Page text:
27 October 2006

The Article

This is the article I was reading earlier:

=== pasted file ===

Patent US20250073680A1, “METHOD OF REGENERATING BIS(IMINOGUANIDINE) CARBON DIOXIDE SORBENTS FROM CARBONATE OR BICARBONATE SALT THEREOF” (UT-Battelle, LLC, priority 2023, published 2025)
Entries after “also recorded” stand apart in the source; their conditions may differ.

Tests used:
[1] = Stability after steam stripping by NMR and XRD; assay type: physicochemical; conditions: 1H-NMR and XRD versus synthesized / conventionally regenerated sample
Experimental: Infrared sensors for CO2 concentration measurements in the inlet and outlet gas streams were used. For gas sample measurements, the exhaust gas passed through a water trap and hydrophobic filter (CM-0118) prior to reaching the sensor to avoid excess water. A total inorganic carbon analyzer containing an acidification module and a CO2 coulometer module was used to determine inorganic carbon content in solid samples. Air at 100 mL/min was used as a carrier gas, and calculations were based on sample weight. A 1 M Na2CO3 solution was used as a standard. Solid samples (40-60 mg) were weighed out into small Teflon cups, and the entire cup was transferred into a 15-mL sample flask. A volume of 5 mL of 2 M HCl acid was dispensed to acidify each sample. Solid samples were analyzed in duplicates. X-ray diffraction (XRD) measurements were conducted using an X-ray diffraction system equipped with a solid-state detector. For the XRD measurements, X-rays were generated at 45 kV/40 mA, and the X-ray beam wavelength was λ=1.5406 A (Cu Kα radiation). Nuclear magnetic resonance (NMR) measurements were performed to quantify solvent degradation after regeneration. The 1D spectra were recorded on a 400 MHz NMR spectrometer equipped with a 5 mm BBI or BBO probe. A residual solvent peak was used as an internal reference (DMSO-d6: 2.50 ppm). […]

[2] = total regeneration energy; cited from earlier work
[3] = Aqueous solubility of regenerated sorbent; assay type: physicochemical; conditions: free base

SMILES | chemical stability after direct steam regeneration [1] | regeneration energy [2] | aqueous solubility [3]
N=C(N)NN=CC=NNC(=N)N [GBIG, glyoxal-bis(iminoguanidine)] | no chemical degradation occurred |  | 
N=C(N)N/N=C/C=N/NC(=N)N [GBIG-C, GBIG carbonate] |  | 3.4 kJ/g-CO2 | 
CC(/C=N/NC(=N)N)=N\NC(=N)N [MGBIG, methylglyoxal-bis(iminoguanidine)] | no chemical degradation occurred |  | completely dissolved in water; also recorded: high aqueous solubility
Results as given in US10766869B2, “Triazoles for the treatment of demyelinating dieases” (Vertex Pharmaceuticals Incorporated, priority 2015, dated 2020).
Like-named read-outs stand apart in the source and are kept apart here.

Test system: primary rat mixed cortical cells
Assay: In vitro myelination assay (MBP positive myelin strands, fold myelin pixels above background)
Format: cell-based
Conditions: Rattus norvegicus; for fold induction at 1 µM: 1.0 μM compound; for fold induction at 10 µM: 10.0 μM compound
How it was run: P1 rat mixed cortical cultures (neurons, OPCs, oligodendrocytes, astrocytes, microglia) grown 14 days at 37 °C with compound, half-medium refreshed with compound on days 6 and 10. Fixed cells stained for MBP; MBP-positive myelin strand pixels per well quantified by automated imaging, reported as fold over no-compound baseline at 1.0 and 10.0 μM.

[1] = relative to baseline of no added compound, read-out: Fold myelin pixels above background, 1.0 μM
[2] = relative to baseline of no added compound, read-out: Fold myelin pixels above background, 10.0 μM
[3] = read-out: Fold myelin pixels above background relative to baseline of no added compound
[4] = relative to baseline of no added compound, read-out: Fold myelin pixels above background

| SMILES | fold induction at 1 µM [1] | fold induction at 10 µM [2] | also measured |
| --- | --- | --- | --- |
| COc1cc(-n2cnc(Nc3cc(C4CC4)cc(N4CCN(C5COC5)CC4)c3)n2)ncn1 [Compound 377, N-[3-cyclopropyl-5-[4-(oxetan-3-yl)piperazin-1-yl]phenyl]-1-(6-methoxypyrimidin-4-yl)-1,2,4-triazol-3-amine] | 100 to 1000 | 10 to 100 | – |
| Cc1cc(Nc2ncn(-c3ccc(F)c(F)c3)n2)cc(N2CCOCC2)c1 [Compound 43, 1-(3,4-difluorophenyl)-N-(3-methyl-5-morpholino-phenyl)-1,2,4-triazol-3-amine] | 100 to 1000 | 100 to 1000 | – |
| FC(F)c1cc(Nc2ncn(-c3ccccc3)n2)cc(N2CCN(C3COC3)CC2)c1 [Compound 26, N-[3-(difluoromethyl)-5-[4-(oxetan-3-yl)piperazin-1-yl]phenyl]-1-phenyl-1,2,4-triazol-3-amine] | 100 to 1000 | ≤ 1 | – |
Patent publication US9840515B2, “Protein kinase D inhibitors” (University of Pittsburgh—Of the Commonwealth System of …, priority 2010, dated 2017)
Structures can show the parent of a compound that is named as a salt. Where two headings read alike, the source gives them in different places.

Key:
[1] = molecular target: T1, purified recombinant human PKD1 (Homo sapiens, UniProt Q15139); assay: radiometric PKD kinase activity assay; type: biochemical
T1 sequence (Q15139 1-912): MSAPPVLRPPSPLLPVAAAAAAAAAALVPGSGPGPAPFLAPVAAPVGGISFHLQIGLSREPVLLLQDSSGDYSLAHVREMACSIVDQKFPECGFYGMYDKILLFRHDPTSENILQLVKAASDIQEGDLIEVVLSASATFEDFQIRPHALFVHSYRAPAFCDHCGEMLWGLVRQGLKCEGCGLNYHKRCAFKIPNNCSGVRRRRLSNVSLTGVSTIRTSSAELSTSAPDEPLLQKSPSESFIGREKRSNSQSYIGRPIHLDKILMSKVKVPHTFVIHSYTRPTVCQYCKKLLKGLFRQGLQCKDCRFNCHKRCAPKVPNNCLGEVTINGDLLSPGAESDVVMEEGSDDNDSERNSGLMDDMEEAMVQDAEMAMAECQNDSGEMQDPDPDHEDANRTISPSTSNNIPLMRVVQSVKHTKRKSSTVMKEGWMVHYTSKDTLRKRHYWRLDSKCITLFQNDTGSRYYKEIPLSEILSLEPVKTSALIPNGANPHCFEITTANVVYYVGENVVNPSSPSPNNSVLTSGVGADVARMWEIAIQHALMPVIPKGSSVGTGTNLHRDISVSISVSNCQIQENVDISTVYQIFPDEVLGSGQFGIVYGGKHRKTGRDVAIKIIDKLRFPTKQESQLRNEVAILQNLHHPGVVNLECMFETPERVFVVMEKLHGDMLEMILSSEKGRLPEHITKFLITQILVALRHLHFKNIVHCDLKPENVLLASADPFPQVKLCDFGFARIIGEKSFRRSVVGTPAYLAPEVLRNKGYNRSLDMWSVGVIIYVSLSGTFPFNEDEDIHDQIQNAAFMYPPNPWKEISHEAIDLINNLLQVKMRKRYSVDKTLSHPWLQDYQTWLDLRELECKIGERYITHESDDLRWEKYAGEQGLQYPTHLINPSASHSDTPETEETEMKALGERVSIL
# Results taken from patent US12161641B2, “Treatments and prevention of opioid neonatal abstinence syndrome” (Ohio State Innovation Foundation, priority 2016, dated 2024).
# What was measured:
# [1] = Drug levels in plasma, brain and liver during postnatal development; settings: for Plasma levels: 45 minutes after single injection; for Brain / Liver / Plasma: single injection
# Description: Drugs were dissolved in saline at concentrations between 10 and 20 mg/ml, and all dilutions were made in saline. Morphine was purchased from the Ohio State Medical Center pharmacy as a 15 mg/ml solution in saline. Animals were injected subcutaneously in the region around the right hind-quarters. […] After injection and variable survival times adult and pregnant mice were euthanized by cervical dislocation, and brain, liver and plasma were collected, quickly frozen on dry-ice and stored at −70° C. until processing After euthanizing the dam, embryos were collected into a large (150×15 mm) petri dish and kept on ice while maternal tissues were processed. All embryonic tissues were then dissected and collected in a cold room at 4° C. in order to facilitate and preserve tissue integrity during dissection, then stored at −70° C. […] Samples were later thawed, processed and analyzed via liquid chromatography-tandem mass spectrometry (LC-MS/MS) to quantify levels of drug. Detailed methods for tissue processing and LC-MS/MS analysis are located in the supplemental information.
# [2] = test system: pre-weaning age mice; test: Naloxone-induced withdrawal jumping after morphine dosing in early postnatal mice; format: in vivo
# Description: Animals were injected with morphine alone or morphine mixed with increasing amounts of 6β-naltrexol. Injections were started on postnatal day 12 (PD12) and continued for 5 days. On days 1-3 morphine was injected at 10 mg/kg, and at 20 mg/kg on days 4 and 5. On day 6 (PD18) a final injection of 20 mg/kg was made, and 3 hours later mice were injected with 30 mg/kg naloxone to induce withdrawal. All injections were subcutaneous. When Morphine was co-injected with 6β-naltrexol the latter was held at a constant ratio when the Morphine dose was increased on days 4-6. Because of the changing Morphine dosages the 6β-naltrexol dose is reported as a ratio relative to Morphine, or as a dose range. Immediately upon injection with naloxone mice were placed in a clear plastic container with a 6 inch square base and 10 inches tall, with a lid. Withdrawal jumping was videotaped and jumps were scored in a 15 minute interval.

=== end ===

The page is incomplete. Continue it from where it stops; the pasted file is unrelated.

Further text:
Fans to make Mr. Buck proud By Mark KiszlaDenver Post Staff ColumnistDenverPost.com Article Last Updated:10/25/2006 12:01:24 AM MDT St. Louis - A Cardinals fan dropped a love letter at the base of the gravestone, in case the dead had not heard the news. The World Series was coming home to the unofficial baseball capital of America . The plain, gray marker can be found south of town, in Section 84 of Jefferson Barracks National Cemetery. The gravesite must have looked a little lonely on the eve of the Fall Classic. So somebody brought a pumpkin for decoration, and wrote a note that began: "Dear Mr. Buck. Thinking of you, for today is a great day for baseball." Nowhere in the country does winning baseball mean more than right here, down by the muddy Mississippi River . The Cards beat Detroit 5-0 Tuesday night in Game 3 of the World Series, putting these Redbirds, the lone icon more beloved in St. Louis than the King of Beers, halfway home to the National League franchise's 10th championship. The late, great Jack Buck, who passed away in 2002, would have loved it. The new Busch Stadium rocked. St. Louis ace Chris Carpenter rolled. As Buck, the longtime Cards broadcaster whose gravely voice spoke for all St. Louis , was famous for saying: "Go crazy, folks! Go crazy!" More than 45,000 spectators, most of them wearing red, did exactly that. They went nuts. Looking around the ballpark, Joe Garagiola, a catcher on the 1946 World Series champions, struggled to put his finger on what has made this city so high on baseball for so long, and finally decided no place shows its true colors the way St. Louis does. "These fans, they all look like Bloody Marys when you see them on television," Garagiola said. "They're all in red." When utilityman Scott Spiezio dyed his soul patch red, little did he know that every man, woman, child and even some canines in town would soon copy his fashion statement in facial hair. "No," said Spiezio, laughing as he answered the million-dollar question, "I wasn't smart enough to make money off of it." In St. Louis , baseball is treated with the TLC of a family business. But it's more than that. Around here, the Cards are every family's business. On Tuesday morning, a mailman made his rounds near the airport while wearing an Albert Pujols jersey. At lunch, while I munched on a cheeseburger, a guy with a flat tire, no spare and insufficient cash to fix his problem asked if he could borrow five bucks, and rather than saying thanks, departed with a wish for a win by the home team. After night fell, as St. Louis veteran Jim Edmonds carried his bat to home plate with the bases loaded in a scoreless game, the anticipation in the ballpark was so heavy the upper deck actually shook and swayed from the stamping feet of Redbird Nation. Edmonds raked a double. Two Cards dashed home. Was this really the same team that was presumed to be out of gas less than a month ago? "We all said if we could just find a way to get in the playoffs, anything could happen," St. Louis relief pitcher Braden Looper said. "And anything is happening." As George Steinbrenner and his New York Yankees, who have not won it all since 2000, have learned the hard way, you can no longer guarantee success with checkbook baseball. "Whoever wins the World Series this year will be the seventh different World Series champion in as many years," commissioner Bud Selig happily declared, announcing a deal that gives five more years of labor peace to the game. You cannot buy the love that St. Louis brings to sport. But community spirit need not mean blind support. This $450 million stadium, which lacks a merry- go-round, a train or all the other silly gimmicks that seem to be all the rage in modern sports facilities, was built with almost 90 percent private funding. Despite residing in a media market ranked 21st in the United States , the Cards do not cry poor. Rather than make more excuses, maybe frustrated teams such as your Colorado Rockies should study the NL champions and take extensive notes. "It is always loud in the World Series. It's loud in New York . It's loud in Detroit ," Cardinals second baseman Ronnie Belliard said. "But, here, in St. Louis ? It's loud. And proud." Loud enough to awaken the dead. Staff writer Mark Kiszla can be reached at 303-954-1053 or mkiszla@denverpost.com

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